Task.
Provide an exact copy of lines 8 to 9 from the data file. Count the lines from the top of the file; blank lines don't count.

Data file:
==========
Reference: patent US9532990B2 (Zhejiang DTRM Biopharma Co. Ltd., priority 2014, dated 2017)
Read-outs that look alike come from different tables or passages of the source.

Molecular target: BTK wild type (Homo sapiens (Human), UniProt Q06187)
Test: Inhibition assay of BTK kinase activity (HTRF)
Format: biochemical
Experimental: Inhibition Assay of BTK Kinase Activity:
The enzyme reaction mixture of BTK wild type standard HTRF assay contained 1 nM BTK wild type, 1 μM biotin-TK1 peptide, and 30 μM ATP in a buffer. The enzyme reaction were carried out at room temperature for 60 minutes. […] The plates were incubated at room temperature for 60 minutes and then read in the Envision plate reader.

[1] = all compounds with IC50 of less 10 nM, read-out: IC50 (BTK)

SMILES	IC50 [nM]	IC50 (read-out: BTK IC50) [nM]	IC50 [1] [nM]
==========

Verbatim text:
[1] = all compounds with IC50 of less 10 nM, read-out: IC50 (BTK)

SMILES	IC50 [nM]	IC50 (read-out: BTK IC50) [nM]	IC50 [1] [nM]